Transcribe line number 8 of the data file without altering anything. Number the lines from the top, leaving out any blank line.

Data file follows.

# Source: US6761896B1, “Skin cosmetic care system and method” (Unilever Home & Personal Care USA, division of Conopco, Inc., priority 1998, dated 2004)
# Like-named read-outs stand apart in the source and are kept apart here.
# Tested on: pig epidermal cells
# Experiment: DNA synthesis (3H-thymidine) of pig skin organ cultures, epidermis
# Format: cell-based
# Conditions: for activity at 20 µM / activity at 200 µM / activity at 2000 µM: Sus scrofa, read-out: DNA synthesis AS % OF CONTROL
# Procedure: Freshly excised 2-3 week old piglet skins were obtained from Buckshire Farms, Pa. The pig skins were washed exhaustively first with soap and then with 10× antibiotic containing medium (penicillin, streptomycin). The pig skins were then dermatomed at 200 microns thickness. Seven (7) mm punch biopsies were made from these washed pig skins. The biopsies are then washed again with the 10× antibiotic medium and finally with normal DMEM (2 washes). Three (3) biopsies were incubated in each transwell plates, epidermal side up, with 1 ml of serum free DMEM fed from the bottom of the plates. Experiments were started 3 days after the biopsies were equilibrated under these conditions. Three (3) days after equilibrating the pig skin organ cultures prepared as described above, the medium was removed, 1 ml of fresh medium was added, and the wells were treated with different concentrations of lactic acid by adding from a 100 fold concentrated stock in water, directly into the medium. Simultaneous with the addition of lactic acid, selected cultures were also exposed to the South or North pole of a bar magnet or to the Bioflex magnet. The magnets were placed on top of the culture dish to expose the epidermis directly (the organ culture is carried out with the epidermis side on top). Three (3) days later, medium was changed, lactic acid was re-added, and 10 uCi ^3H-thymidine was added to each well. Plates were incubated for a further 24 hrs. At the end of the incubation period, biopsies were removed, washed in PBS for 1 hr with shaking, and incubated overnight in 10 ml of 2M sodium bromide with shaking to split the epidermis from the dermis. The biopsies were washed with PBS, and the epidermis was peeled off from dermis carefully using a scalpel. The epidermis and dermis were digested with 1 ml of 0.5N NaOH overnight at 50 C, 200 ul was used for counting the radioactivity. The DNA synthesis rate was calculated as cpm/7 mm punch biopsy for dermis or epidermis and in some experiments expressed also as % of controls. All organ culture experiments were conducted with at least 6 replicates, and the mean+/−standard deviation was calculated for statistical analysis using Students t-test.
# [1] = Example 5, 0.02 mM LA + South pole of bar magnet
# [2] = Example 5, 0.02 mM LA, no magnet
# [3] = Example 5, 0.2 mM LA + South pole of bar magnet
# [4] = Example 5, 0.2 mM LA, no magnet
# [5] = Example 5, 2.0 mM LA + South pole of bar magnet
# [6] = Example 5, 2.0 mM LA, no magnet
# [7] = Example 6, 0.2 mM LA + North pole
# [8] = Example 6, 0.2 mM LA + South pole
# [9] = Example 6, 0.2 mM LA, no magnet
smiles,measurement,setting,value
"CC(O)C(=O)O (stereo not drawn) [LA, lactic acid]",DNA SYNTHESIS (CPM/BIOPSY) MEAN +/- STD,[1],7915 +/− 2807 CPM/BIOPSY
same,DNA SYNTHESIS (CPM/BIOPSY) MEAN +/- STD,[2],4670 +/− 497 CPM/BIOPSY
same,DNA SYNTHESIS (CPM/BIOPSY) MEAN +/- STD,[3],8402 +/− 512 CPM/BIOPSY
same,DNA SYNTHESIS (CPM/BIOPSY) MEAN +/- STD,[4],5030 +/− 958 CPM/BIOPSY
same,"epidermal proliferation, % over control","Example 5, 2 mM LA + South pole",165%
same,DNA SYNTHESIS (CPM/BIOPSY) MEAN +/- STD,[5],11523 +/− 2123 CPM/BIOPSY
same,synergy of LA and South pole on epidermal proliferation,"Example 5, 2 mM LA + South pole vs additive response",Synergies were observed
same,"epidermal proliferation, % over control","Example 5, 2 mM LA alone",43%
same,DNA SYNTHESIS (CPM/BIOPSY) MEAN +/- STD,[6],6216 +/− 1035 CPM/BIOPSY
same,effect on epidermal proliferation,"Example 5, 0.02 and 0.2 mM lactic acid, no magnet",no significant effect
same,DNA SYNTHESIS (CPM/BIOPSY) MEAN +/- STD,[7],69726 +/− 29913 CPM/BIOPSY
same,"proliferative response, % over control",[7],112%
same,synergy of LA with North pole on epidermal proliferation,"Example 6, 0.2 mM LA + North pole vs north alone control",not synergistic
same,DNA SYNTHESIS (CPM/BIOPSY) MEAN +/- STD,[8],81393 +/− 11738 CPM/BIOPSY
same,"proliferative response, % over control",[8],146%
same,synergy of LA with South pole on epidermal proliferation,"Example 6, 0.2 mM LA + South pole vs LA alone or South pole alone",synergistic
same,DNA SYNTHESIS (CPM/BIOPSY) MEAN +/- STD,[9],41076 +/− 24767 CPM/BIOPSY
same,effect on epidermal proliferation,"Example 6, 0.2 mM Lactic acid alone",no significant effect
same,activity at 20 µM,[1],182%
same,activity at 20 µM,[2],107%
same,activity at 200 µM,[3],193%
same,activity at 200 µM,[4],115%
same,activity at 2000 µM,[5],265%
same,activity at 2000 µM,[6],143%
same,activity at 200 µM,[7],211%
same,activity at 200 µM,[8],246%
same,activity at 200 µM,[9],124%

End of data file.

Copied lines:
# [1] = Example 5, 0.02 mM LA + South pole of bar magnet